"Where's Erina?", Remy asked.  "She was here a few minutes ago.  Did anyone see where she went?  I have chores for her."  Nobody replied.

 

"I'll go find her.", Jake offered.  None of his elders declined, so off he went.  He didn't have the tracking skills of the old timer who sometimes visited their fires all dressed in the hides of the animals that he had killed and eaten, but among the People of this group of wagons he was possibly the best.  How could anyone live with nature day in and day out and not learn to read her signs?  It was simple.  Anything that was not a part of nature was a clue.  A blade of grass that did not stand in the same direction as all of the other blades around it.  A broken twig.  A leaf pointing upward.  And most obvious of all, a footprint in the sand showing a small cut on the sole of Erina's left shoe.  That identified her trail as clearly as if she had written her name with an arrow pointing the way.

 

Erina didn't seem to be headed in any particular direction.  She must just be walking for the pure joy of it.  He sometimes liked to wander like that.  Clear his mind of everything except for the flame that his father had taught him to form an image of and then head off in no particular direction.  Just follow the Light.  It was very relaxing and sometimes felt almost magical.  Daydreaming while watching the flame cleansed his mind.  Maybe that's what Erina was doing this late afternoon.

 

After several minutes of slow stalking, Jake became a little concerned.  He was not making very good time.  Even though the trail was fairly easy to follow, it did not seem to be getting any fresher.  He should have gained at least a little bit of ground.  The terrible thought entered his mind that he might not ever catch up to her.  "What if she were to stumble upon a mountain lion?  Or a bear with cubs?"  He shuddered and picked up his pace as best he could.

 

If any harm came to her he would not be able to survive it.  He loved her dearly.  She had no way to know it, but he always had.  Ever since they were young.  He had always hoped that their childhood games of keeping a wagon of their own would some day become reality.  Erina was the only girl that he wanted.  And she didn't know how he felt because he was too shy to tell her.  What if he couldn't catch up to her in time?  What if he never had the chance to tell her how he felt?  In desperation he yelled her name as loud as he could and waited for her to reply.  He hoped for a reply.  He prayed for a reply.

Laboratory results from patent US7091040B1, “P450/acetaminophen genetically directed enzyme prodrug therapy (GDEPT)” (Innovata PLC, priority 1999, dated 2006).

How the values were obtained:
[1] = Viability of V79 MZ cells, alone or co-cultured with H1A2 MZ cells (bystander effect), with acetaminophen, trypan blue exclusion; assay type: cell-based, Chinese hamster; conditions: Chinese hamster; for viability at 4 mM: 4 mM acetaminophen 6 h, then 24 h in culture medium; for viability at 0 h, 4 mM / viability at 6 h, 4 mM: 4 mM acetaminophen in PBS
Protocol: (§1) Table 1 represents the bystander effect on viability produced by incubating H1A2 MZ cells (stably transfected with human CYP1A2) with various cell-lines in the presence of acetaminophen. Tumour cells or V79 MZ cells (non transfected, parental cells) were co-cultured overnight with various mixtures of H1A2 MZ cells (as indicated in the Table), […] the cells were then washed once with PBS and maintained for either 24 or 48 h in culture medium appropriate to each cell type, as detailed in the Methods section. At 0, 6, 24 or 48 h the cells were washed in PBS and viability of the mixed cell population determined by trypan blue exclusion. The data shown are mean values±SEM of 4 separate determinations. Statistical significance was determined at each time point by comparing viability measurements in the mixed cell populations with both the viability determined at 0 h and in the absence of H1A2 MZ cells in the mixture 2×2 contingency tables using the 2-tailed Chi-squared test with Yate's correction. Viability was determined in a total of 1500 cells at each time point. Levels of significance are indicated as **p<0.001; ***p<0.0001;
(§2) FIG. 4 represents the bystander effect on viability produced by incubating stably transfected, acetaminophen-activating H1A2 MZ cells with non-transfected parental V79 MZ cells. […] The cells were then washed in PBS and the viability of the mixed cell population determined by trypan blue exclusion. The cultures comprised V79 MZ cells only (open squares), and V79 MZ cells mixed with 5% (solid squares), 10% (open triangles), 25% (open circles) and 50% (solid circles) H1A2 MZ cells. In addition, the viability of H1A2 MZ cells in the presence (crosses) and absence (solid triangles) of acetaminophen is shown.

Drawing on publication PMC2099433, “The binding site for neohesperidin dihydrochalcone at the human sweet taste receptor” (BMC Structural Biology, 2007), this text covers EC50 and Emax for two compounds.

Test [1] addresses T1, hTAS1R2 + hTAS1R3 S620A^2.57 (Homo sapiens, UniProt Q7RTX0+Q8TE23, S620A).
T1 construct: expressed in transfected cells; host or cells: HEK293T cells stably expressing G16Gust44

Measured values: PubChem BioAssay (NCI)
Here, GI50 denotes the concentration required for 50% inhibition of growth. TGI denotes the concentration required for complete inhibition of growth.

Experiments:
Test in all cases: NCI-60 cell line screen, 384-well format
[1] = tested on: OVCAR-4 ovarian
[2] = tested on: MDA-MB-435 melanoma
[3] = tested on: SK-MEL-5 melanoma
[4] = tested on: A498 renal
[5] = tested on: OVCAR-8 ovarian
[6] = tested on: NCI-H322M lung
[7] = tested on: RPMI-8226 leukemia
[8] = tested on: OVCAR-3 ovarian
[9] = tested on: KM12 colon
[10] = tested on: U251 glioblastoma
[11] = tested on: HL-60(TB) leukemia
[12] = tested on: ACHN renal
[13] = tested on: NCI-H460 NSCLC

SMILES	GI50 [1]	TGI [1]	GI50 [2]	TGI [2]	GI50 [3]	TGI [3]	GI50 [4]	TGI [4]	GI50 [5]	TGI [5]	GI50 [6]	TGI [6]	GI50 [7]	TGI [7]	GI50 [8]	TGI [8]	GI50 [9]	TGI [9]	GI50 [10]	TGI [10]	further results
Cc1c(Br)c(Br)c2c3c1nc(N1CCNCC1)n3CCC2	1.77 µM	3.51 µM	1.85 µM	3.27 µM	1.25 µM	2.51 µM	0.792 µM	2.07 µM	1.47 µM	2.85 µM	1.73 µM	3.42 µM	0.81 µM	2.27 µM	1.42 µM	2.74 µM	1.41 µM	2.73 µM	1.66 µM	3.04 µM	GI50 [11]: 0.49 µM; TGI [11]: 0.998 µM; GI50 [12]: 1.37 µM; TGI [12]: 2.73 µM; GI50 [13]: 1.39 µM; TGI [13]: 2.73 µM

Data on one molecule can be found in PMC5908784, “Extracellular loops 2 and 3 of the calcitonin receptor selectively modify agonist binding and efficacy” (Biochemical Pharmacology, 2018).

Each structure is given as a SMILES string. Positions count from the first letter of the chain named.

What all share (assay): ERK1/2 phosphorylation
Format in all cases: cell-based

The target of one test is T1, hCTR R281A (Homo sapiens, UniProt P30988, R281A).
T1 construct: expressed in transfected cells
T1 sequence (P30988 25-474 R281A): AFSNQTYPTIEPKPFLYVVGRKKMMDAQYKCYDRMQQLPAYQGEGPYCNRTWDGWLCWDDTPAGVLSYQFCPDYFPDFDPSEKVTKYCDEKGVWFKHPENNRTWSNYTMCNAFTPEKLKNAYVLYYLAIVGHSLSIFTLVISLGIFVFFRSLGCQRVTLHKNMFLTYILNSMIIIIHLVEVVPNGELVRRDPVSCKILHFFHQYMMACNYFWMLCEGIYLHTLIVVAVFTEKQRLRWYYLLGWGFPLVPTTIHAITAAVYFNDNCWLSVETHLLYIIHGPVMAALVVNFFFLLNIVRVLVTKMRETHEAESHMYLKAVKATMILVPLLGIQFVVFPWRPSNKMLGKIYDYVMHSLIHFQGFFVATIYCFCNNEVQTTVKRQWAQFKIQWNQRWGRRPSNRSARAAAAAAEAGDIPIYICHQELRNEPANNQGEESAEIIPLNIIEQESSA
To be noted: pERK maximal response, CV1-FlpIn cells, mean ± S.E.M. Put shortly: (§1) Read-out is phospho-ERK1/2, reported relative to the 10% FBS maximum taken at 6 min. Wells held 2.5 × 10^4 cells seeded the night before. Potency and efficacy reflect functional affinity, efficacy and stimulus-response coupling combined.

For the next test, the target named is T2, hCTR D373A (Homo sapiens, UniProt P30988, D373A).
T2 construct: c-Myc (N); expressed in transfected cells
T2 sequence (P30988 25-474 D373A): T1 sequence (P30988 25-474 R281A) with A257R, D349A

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Erina ran toward the sound of Jake's most welcome call.  "Jake!  I'm over here!"  She had to force the words out.  Her breathing quickened.  She could feel her heart pounding wildly in her chest.

 

"I'm coming, Erina!  Don't be afraid!"  Jake's voice was confident.  Determined.  He was going to make a fine husband.  Soon.

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Jon rolled over on the bed and faced the wall.  He tried to open his eyes.  They would almost open but not quite.  A faint shadow on the wall told him that there was still some daylight peeking through the window.  It was not yet full dark outside.

 

The pain in his stomach caused him to cringe and squeeze his eyes tightly shut.  He curled into a ball.  "Those blasted mushrooms.", he thought.  He had been so sure that they were the "good" kind and not the "bad" kind.  They had been so tasty, fried in butter, with some goat cheese chunks melted over them then placed between two slices of crisp bread.  The memory of that flavor combination was delightful.  The fever and belly ache of the past couple of days was not.  Some lessons were indeed learned the hard way.

 

Strange sounds came from outdoors.  Not the normal commotion of setting up camp for the night.  And a crackling sound of wood burning.  He could smell smoke.  Not the good, clean smoke smell of a campfire.  It smelled more like the smoke of painted wood burning.  The crackling grew louder.  Stronger.  Closer.  The smell was more intense.  He turned and forced his eyelids to part slightly.  Just enough to scarcely make out the flames in the top far corner near the ceiling.  Adrenaline gushed into him in a flood and gave him the strength to leap from his bed toward the door.  He slammed it open and all but fell down the steps.

 

"FIRE!!!", he yelled as loudly as he possibly could which actually came out as just a little above his normal voice.  The late evening light forced his eyes to tighten again.  He tried once more to get someone's attention.  "FIRE!!!  My home is on fire!!!"  That took the last of his strength.  He sagged backward and landed on the steps with a solid thud.